A.I. (with Alex Boisvert)

 Welcome back to A Crossword Rose, where this week's puzzle's cluing style is... a little different. Yes, that's right, Alex and I used some code he wrote for Tabula Rasa and some code I wrote in college top of the line AI to clue a crossword. I'm sure all the resulting clues are totally normal clues with no factual or grammatical errors.

In all seriousness, the answer to "can an AI given a clue database clue a crossword?" is, at this point, yes. While there's still plenty of debate to be had about how good current language models are, crossword clues are short enough (and the number of reasonable ways to clue most entries is small enough) that it's absolutely possible to train an AI to write clues. In fact, the very simple model I started with here (a bigram model with some extra code to prevent it from simply copying long clues from the database) mostly produced fairly coherent reasonable clues. Of course, an AI can't really find new angles or word things in particularly creative ways, so many of the clues were short and/or uninspired, but they were perfectly serviceable clues.

The model that produced the clues you'll see today is not that "perfectly serviceable" bigram model--or at least not exactly, since I've added some extra code to encourage longer clues and inject some extra randomness. I think the resulting clues are fun, though some are certainly more coherent than others! With the exception of the theme answers, 100% of the clues were written by our AI, and we used the AI's first output for almost all of them (though we had to regenerate two clues to avoid tricky crossings). Let me know what your favorite AI clues are--I think 31A is great, though I also love the world that 32D imagines.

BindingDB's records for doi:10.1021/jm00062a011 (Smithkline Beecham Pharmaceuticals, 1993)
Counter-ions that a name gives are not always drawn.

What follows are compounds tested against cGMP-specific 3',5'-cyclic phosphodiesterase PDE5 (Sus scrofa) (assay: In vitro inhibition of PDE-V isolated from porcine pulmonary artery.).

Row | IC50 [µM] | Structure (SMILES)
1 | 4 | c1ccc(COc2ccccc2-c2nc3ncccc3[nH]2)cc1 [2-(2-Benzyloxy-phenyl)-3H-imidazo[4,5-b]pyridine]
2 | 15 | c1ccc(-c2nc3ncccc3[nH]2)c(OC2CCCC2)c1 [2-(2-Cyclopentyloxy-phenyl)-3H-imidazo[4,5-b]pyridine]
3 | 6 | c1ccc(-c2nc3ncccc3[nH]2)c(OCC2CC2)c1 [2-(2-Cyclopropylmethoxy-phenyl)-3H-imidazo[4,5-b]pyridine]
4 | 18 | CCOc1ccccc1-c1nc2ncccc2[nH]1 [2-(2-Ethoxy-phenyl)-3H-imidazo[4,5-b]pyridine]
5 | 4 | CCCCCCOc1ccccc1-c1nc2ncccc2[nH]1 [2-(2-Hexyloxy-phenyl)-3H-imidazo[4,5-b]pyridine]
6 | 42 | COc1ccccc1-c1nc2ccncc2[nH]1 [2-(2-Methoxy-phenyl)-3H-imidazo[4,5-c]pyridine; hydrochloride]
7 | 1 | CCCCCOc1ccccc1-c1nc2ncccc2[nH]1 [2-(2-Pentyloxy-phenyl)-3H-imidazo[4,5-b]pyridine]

Thanks to Norah for test solving!

iPuz | direct link

Comments

  1. That was fascinating! (And fun, other than my having no idea how to spell 53A's name and somehow entering ETC at 55D.) I got a kick out of 11A.

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